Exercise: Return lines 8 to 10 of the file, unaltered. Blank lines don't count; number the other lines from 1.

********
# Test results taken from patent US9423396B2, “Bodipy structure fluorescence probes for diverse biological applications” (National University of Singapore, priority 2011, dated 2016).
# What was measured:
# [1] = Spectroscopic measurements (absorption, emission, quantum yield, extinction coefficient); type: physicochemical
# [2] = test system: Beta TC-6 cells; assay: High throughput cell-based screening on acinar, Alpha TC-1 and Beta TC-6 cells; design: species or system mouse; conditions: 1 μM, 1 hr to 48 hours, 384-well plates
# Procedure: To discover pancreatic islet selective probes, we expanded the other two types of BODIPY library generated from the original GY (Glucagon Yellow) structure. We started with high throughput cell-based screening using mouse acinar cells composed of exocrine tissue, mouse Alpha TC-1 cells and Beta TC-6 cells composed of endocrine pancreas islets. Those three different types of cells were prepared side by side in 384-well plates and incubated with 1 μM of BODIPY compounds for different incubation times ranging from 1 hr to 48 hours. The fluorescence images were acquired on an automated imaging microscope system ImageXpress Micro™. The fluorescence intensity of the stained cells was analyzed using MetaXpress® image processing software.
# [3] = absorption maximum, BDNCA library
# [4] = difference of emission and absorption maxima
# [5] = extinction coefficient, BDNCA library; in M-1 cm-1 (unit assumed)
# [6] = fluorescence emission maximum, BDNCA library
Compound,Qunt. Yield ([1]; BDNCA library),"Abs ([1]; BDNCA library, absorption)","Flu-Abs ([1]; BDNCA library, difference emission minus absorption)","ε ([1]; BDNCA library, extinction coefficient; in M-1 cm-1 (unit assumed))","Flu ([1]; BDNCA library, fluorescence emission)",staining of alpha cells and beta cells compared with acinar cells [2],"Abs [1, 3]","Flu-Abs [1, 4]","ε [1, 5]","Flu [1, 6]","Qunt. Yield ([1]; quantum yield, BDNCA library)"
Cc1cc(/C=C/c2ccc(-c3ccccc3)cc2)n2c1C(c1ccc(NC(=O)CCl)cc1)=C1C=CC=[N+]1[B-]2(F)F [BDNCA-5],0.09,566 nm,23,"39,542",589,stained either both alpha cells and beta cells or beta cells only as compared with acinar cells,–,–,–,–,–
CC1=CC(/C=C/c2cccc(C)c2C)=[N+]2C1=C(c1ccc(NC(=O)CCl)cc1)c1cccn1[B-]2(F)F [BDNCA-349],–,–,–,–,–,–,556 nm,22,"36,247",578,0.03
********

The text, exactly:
# [5] = extinction coefficient, BDNCA library; in M-1 cm-1 (unit assumed)
# [6] = fluorescence emission maximum, BDNCA library
Compound,Qunt. Yield ([1]; BDNCA library),"Abs ([1]; BDNCA library, absorption)","Flu-Abs ([1]; BDNCA library, difference emission minus absorption)","ε ([1]; BDNCA library, extinction coefficient; in M-1 cm-1 (unit assumed))","Flu ([1]; BDNCA library, fluorescence emission)",staining of alpha cells and beta cells compared with acinar cells [2],"Abs [1, 3]","Flu-Abs [1, 4]","ε [1, 5]","Flu [1, 6]","Qunt. Yield ([1]; quantum yield, BDNCA library)"